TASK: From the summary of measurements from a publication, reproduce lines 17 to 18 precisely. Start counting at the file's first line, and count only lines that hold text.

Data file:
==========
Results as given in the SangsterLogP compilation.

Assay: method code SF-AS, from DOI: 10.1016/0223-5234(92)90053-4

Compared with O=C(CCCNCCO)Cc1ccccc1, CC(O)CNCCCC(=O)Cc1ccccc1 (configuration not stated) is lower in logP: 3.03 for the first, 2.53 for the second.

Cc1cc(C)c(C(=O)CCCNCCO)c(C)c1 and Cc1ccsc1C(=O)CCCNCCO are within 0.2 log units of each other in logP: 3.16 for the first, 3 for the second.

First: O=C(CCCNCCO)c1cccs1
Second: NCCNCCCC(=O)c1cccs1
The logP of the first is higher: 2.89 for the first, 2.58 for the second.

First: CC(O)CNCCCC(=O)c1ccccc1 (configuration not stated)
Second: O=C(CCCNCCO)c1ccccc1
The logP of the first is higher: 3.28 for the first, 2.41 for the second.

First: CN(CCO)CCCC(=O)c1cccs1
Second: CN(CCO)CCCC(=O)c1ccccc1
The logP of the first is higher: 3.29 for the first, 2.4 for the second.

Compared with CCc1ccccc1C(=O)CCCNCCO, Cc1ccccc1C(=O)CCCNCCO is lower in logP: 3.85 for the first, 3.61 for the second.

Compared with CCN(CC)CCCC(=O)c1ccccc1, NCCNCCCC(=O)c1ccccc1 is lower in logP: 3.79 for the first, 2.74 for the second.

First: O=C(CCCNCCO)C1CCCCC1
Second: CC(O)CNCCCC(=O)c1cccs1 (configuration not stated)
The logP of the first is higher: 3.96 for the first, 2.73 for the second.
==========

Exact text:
Second: CC(O)CNCCCC(=O)c1cccs1 (configuration not stated)
The logP of the first is higher: 3.96 for the first, 2.73 for the second.